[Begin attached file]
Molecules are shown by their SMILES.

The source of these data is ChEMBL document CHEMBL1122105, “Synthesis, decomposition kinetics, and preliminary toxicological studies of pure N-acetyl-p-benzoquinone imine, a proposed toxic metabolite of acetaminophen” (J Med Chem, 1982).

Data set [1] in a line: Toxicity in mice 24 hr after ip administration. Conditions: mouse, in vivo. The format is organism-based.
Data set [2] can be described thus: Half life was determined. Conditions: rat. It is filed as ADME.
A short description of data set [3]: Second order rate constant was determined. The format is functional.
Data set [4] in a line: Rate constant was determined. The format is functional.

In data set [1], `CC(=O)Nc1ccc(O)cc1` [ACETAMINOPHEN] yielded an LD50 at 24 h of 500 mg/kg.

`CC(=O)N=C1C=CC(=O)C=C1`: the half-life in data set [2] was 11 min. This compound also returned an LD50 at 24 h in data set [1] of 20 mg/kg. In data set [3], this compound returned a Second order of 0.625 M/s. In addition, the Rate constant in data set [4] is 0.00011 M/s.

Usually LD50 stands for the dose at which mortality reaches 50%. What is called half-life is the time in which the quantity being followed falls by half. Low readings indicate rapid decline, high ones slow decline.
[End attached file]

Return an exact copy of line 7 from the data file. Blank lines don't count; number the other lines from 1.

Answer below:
In data set [1], `CC(=O)Nc1ccc(O)cc1` [ACETAMINOPHEN] yielded an LD50 at 24 h of 500 mg/kg.